Viceroy for Life

The Colossus
Francisco Goya

I like Mike. Michael Bloomberg has been a wonderful mayor for the City of New York. I am in awe of his accomplishments as a businessman and as a political leader. As a person, from what I have been able to observe through the lenses of the media I like his temperament, sensibility and believe him to be a good man. I feel a strange kinship with the man. He seems honest, direct is beholden to no one and seems to be a man of his word in whom I can trust. I also believe Mr. Bloomberg to be a man of integrity and his dedication to public service is borne from a desire to serve and to give back to society some of the bounty that society has richly conferred on him. Yes, he is a billionaire and I guess it is at this point that my kinship with the man takes diverging paths. Yet I believe Mr. Bloomberg is one of the best and most capable persons ever to sit in the NYC mayoral office. So it is with regret that I cannot support Mr. Bloomberg’s desire to change the election laws so he can run for a third term in office.

Democracy in the United States is imperiled. The United States once seen by the world as the great laboratory of participatory democracy with the constitution and a citizens Bill of Rights as its guarantor is quickly losing that honored designation. The passage of FISA by our legislative branch of government is a clear and present danger to The Bill of Rights. And during the eight years of the Imperial Presidency of George W. Bush, at times he and his lieutenants seemingly treated the Constitution as an occupational nuisance and an unfortunate cost of doing business for America Incorporated.

The ascending power of the US Treasury threaten unfettered markets operating free from government control. Unilateral interventionist actions into the capital markets and the tremendous power that EESA confers on Cabinet officials to throw a TARP on toxic assets, is a transformational event in how our economy functions and is controlled by the influence of appointed government officials.

The continued war posture of our country and the seeming abrogation of the executive branch’s responsibility to decide strategy, direction and manner of how to prosecute the Iraq war to General David Petraeus’s discretion is a dangerous surrender of civilian control of the military branches.

The judicial branch of our government is also complicit in the dismantling of the great experiment of American democracy. Their autocratic decision to sanction the Florida election that gave Mr. Bush the presidency was based on no precedence nor will it carry the weight of precedent for future cases heard before the court. Bush may have won the election but the protection of voter rights and a respect for the electoral process was the clear loser.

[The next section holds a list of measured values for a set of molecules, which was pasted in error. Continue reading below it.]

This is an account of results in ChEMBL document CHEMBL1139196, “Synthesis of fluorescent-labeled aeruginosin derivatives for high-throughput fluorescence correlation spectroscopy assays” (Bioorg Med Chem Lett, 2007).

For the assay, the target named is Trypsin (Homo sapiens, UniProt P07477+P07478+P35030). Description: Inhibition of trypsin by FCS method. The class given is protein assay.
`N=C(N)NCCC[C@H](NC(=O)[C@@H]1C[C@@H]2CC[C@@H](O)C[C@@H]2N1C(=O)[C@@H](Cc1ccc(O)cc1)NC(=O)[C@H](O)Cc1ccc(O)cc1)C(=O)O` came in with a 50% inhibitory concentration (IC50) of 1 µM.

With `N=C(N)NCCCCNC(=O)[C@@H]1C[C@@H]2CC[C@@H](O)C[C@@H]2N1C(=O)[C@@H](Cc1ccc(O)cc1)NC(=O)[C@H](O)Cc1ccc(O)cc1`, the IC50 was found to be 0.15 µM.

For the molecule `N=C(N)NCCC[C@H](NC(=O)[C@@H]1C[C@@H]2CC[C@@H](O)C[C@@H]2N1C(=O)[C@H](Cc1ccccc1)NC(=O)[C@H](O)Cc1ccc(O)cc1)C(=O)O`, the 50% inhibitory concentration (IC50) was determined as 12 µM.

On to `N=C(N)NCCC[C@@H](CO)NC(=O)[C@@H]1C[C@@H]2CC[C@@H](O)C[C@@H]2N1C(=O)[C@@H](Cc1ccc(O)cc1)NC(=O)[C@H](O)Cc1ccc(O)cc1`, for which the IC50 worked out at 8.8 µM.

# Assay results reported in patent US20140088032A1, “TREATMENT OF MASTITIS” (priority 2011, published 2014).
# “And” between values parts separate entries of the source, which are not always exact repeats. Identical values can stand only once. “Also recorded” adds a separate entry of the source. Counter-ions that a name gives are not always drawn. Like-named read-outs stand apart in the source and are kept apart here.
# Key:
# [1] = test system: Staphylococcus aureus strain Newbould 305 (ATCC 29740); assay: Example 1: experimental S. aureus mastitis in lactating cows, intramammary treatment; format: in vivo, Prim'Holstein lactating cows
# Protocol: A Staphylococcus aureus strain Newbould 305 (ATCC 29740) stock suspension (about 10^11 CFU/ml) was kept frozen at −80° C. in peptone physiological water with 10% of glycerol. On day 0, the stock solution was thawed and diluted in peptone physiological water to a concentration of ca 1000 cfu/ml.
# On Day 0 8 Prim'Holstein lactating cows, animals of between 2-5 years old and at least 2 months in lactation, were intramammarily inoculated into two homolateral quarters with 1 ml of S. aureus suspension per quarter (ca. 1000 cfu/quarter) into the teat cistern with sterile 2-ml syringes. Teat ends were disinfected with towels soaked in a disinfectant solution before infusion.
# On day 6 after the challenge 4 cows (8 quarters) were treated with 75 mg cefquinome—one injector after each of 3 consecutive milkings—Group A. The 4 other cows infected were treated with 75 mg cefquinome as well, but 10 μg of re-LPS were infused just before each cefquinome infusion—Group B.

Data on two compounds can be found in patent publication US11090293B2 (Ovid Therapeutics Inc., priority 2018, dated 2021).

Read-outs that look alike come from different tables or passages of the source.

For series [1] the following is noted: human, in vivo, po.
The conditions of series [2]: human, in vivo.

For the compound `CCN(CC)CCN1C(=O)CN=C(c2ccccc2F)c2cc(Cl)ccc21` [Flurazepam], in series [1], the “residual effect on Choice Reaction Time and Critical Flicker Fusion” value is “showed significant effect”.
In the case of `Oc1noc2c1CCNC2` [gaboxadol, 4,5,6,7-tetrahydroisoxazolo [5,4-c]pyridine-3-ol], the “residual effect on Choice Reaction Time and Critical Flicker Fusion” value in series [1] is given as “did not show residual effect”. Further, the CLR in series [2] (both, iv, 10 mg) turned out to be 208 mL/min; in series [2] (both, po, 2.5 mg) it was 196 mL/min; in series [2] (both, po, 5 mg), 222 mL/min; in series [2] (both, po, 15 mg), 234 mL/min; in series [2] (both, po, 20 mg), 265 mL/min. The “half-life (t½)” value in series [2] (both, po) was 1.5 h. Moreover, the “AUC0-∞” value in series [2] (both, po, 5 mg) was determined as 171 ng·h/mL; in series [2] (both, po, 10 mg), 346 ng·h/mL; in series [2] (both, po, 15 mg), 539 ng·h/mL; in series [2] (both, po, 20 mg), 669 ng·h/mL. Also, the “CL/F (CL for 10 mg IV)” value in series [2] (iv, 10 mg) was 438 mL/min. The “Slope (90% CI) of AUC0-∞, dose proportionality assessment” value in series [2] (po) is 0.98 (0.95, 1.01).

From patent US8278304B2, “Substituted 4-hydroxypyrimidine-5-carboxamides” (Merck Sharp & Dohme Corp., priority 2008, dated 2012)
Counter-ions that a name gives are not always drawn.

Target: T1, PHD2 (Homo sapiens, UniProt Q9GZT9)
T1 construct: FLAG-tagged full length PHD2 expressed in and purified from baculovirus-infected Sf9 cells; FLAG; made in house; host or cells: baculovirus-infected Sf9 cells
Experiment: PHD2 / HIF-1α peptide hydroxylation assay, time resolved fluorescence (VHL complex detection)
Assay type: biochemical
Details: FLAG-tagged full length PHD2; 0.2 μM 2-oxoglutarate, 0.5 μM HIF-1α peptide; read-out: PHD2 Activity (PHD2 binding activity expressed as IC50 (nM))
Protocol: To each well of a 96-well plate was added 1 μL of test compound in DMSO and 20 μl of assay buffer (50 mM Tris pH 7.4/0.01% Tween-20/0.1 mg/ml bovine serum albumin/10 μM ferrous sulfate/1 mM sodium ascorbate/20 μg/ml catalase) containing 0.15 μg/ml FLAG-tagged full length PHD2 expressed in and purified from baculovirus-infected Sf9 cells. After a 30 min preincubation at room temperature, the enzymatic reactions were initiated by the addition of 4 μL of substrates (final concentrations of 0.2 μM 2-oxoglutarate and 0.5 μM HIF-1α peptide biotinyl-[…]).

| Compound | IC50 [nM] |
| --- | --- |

I believe that these represent serious challenges to a free and democratic society and the institutions that support it. That is why I cannot sanction Mr. Bloomberg’s desire to change the law so that he can run for election.

If I recall correctly Bloomberg’s first mayoral primary election was scheduled for 9/12/01. That is a day after that transformative event that continues to inform and direct Americans political consciousness. Though we didn’t vote on the 12th, New Yorkers eventually went to the polls and brought this great mayor into office. I am glad that New Yorkers had the wisdom and foresight to elect Mr. Bloomberg.

But the election process and protocol was respected and continued. Mr. Giuliani wanted to run for a third term but thankfully he did not run. This opened the door for Mr. Bloomberg. I remember at the time thinking that whoever takes office under these conditions will be severely tested by the adverse economic and political conditions of the time. Mr. Bloomberg has conquered and mastered the adversity and his constituents are the better for it. Thank you Mr. Bloomberg.

But you can do one more great service to New York and to our country Mr. Bloomberg by stepping down in deference to democracy. During the next four years you can work to get the law changed so you may assume the office you so richly deserve.

Honor the existing term limits law that were enacted to protect against the abuse of power. Honor a crumbling remnant of our rapidly evaporating democratic culture. Your honor is at stake.